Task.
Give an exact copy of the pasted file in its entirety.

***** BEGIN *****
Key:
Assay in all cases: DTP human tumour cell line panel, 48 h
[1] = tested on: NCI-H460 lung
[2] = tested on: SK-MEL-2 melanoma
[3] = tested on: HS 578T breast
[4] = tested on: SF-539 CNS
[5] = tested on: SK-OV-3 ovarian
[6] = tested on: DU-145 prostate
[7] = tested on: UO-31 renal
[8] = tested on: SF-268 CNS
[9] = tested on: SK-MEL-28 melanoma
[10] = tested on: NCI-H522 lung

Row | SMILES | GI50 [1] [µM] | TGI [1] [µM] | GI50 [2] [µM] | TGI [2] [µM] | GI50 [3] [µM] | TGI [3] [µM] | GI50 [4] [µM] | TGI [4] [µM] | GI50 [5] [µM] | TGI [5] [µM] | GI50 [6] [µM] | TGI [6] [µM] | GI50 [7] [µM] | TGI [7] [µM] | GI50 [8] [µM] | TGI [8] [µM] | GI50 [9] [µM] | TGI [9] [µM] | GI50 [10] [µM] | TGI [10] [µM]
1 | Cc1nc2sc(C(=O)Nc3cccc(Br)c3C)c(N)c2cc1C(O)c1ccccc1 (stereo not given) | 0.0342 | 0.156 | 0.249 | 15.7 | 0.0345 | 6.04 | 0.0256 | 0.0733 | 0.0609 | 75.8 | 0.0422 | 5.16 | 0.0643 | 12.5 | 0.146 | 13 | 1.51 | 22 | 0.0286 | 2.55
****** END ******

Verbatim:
Key:
Assay in all cases: DTP human tumour cell line panel, 48 h
[1] = tested on: NCI-H460 lung
[2] = tested on: SK-MEL-2 melanoma
[3] = tested on: HS 578T breast
[4] = tested on: SF-539 CNS
[5] = tested on: SK-OV-3 ovarian
[6] = tested on: DU-145 prostate
[7] = tested on: UO-31 renal
[8] = tested on: SF-268 CNS
[9] = tested on: SK-MEL-28 melanoma
[10] = tested on: NCI-H522 lung

Row | SMILES | GI50 [1] [µM] | TGI [1] [µM] | GI50 [2] [µM] | TGI [2] [µM] | GI50 [3] [µM] | TGI [3] [µM] | GI50 [4] [µM] | TGI [4] [µM] | GI50 [5] [µM] | TGI [5] [µM] | GI50 [6] [µM] | TGI [6] [µM] | GI50 [7] [µM] | TGI [7] [µM] | GI50 [8] [µM] | TGI [8] [µM] | GI50 [9] [µM] | TGI [9] [µM] | GI50 [10] [µM] | TGI [10] [µM]
1 | Cc1nc2sc(C(=O)Nc3cccc(Br)c3C)c(N)c2cc1C(O)c1ccccc1 (stereo not given) | 0.0342 | 0.156 | 0.249 | 15.7 | 0.0345 | 6.04 | 0.0256 | 0.0733 | 0.0609 | 75.8 | 0.0422 | 5.16 | 0.0643 | 12.5 | 0.146 | 13 | 1.51 | 22 | 0.0286 | 2.55